Erlang OTP Boot Files for Fun and Profit

By: on September 30, 2009

As part of some new Rabbit features, we’ve been investigating the use of boot files to start multiple applications without requiring us to build our own application loader. After some initial experimentation, we built a fairly simple utility that would generate a .rel file, then request the Erlang toolchain to compile this and generate .script and .boot files. In doing this, we learnt a great deal about the internals of OTP startup sequences.

As a result of the experimentation, we found a number of interesting properties. Firstly, we discovered that if you go down the path of using boot files you should use Supervisors on all of your top-level applications. Whilst this is generally considered good practice in all Erlang applications, it is even more important when these applications are listed in the boot file, since if an application listed in the boot file crashes at any point the entire Erlang VM will be halted! This behaviour certainly piqued a number of people’s interests – after some consideration we agreed that it is a sensible enough behaviour, since if you instructed the VM to start with a given set of applications, then any of them crashing out probably constitutes a fairly major failure.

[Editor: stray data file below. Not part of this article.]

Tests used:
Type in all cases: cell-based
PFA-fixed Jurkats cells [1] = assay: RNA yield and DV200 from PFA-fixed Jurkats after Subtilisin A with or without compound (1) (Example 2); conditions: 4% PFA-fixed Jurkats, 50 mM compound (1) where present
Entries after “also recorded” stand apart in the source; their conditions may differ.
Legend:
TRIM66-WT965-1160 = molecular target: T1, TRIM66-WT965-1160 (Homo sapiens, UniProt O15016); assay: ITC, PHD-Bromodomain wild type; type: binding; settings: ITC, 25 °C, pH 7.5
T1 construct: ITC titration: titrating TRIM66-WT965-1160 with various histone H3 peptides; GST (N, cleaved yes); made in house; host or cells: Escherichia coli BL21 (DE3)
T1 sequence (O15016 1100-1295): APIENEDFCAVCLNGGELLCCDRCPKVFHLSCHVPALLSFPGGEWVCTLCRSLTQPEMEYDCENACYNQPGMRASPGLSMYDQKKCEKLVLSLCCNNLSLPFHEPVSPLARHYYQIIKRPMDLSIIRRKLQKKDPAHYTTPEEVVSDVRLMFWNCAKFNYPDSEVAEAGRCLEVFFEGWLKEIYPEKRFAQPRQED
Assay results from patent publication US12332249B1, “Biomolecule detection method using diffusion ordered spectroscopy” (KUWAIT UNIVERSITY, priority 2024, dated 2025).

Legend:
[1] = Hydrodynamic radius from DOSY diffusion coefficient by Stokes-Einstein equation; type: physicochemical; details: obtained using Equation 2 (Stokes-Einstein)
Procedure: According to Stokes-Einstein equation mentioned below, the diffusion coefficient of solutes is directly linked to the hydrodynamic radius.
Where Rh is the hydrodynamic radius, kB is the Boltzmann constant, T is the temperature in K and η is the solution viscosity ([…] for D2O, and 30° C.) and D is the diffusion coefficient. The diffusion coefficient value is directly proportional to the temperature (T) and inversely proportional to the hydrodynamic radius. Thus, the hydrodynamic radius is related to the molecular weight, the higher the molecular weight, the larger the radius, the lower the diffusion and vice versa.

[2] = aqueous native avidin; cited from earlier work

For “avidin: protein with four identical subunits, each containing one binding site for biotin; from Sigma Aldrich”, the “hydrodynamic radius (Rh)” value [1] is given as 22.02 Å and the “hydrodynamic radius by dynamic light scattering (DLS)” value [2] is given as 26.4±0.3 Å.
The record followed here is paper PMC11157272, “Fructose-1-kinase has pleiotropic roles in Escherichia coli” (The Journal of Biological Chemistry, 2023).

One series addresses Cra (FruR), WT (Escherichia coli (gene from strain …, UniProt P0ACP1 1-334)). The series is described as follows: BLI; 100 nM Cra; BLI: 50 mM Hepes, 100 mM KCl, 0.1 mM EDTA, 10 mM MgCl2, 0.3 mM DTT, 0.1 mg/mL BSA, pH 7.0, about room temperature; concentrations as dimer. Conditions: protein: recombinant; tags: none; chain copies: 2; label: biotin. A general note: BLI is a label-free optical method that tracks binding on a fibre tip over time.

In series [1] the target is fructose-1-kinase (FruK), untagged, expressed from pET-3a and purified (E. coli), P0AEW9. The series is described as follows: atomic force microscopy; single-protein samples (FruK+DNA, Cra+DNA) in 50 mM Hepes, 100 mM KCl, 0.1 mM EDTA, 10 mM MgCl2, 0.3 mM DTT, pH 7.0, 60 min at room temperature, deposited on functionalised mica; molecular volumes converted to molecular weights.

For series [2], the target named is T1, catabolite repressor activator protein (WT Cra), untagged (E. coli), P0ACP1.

Through some investigation and reading of the Erlang documentation, we learnt this wasn’t actually a boot file specific behaviour. Instead, it was because applications listed in the boot file are actually started as permanent (instead of the default of temporary). The effect of marking an application as permanent is that if it crashes, the Erlang kernel will shutdown as a result. Those wishing to try this at home can simulate it with the use of

application:start(app_name, permanent)

and some rather adventurous use of the Erlang toolbar.

After the initial implementation, a number of other issues were discovered. Currently, Rabbit performs a number of “VM-configuration” tasks during the rabbit:start method. Unfortunately, using the boot file bypassed (or in the very least de-prioritised)  these operations. So investigation began into finding a way to configure the VM running Rabbit before applications were started.

Somewhat expectedly, the -eval flag is not evaluated until after the boot sequence is completed. Applications run via “-s” flags are similarly delayed until after the boot sequence has finished. So we began to dig a little deeper.

Anyone who has experimented with .boot files will have noticed the boot file isn’t plain text. However, the boot file is actually just a binary form of the associated .script file. Inside the .script file, following the various path-setup commands, are a series of MFA formatted commands, looking something like:


This opened up a whole new set of options. We tried a few different techniques to get the behaviour we were after. Currently, we’ve settled on inserting an apply line like {apply,rabbit,prepare,[]}} after the stdlib application startup. This allows us to do custom VM initialisation before the non-kernel applications are started. (We decided it would be wise not to do any application specific changes to the VM before the kernel or stdlib are started).

Until starting down this path, I certainly didn’t know there were so many possibilities for customising the Erlang boot sequence. Hopefully others might be able to find interesting things to do too!



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